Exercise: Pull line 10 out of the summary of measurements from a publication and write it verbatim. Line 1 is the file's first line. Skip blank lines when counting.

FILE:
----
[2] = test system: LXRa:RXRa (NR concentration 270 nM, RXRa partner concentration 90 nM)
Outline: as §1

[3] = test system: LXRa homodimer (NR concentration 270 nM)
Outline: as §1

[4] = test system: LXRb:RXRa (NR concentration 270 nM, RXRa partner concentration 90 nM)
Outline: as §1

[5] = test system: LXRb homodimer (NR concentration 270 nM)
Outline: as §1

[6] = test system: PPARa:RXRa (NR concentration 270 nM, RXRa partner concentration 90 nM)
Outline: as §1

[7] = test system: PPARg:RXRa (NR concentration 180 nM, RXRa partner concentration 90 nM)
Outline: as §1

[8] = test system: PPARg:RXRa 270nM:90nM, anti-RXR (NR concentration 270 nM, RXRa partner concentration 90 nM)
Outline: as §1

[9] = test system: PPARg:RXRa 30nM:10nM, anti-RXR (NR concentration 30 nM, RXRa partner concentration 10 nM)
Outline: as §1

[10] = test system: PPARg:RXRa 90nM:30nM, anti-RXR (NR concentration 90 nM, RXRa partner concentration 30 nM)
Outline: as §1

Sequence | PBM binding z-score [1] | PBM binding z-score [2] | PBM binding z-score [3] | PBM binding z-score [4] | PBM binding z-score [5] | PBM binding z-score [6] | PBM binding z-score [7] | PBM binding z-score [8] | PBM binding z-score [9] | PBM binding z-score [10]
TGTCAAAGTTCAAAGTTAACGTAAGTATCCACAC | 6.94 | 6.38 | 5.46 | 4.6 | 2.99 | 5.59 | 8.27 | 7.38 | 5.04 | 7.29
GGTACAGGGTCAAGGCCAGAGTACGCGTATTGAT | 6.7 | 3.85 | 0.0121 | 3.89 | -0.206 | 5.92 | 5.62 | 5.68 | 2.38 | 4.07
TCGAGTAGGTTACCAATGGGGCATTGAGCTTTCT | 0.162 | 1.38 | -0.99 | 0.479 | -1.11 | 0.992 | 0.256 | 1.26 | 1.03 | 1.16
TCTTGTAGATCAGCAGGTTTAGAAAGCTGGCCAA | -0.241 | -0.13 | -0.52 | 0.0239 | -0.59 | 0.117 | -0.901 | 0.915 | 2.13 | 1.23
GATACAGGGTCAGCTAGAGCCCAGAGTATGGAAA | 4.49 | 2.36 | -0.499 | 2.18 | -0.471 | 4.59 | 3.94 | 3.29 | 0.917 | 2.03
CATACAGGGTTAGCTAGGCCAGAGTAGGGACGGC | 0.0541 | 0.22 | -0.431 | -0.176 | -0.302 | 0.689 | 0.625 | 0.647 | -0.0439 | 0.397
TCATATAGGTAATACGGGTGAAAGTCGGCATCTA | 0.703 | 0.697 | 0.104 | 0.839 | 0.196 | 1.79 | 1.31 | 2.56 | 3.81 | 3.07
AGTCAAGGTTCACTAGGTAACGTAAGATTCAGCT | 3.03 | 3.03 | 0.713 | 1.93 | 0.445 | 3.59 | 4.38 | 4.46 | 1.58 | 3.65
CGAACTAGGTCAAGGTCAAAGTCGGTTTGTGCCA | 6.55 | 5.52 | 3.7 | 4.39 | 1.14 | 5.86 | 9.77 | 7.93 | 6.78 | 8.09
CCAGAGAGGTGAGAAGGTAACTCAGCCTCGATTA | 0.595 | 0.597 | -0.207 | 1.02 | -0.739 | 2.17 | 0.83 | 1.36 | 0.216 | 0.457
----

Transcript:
Outline: as §1